Data Baby: My Life in a Psychological Experiment
Susannah Breslin is an accomplished journalist. She writes about sex and pornography. She produces documentaries and television series.
Her stated goal in writing Data Baby is to explore the link between her being in a 30-year psychological research study as a child and young adult and who she turned out to be in adulthood. Breslin’s book is a quest to find and understand herself.
The author queries how being psychologically tested and scrutinized periodically in childhood affected her sense of self and choices she made in her life. Did being in the study alter her life trajectory? Did the investigators know her better than she knew herself?
The writing is in journalistic style with short, active voice sentences. This makes the book very readable.
The shortcomings of Data Baby are several. For one, Breslin’s questions are not answered. The study data were lost to her. The premise of the book is flawed and shows little psychological sophistication or know-how about child and adult psychological development. Children are shaped psychologically and emotionally by their early life experiences with people they most spend time with, usually parents.
In Data Baby Breslin reveals some information about her early life with her parents and her recollections of what each was like and their interactions with her. This early time in her life points the way to what kind of person she turned out to be. Her being in the psychological study does not.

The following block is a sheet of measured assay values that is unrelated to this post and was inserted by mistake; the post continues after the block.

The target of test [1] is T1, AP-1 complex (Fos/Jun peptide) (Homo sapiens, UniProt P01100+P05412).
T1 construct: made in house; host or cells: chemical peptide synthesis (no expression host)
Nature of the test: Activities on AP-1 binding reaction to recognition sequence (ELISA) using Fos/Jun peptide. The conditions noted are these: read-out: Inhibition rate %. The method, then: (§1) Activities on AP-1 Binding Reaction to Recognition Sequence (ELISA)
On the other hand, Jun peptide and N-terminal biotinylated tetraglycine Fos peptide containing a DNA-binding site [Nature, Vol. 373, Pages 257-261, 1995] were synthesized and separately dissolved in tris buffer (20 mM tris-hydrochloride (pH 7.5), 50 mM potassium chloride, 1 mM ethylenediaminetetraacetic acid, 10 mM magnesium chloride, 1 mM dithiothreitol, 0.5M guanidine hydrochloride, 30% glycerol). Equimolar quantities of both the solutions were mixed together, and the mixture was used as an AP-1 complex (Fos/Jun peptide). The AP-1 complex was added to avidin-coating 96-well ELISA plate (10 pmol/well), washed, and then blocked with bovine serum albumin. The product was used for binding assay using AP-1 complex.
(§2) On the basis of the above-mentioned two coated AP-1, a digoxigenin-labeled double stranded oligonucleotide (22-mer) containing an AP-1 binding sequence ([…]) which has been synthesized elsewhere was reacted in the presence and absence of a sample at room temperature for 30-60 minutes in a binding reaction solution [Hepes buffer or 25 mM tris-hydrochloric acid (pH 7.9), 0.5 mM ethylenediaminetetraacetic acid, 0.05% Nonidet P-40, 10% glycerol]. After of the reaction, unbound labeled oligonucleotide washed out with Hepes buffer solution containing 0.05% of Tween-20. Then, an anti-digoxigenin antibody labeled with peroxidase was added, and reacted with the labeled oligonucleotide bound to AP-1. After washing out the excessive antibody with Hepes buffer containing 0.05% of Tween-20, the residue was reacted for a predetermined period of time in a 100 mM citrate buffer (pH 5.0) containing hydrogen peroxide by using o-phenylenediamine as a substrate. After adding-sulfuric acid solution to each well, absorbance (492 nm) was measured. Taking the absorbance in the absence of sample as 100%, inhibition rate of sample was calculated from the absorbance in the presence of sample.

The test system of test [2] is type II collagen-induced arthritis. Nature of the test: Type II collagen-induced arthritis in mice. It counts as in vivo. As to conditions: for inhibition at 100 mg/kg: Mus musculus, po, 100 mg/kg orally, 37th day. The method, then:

The book reads as part autobiography, part memoir. It is a regurgitation of events and feelings, but without a grasp of how to pull her life story together. Data Baby is not a psychological inquiry, as she had hoped it to be. With these constraints, the story is tiresome with not much compelling about her event-laden story.
The reader wants to know what she discovered about herself. How did she learn it? Did she make changes in her life based on what she discovered? What were the changes? How did they turn out? The details of her early life at home do reveal some clues about who she will grow up to be. But Breslin neither focuses on these clues nor makes conclusions from them.
Data Baby is not an enjoyable or informative book for readers. The story meanders. Its path is unclear. The author’s tale does not answer her original question of why she turned out to be who she is. A preliminary consult with a psychiatrist or psychologist might have helped Breslin decide if her goals in writing the book were attainable or flawed.
Everyone’s life is its own psychological experiment, regardless of being in a formal study or not. The missing meat in this book is the study of Breslin’s own psychological experiment in living and, more importantly, in understanding her life.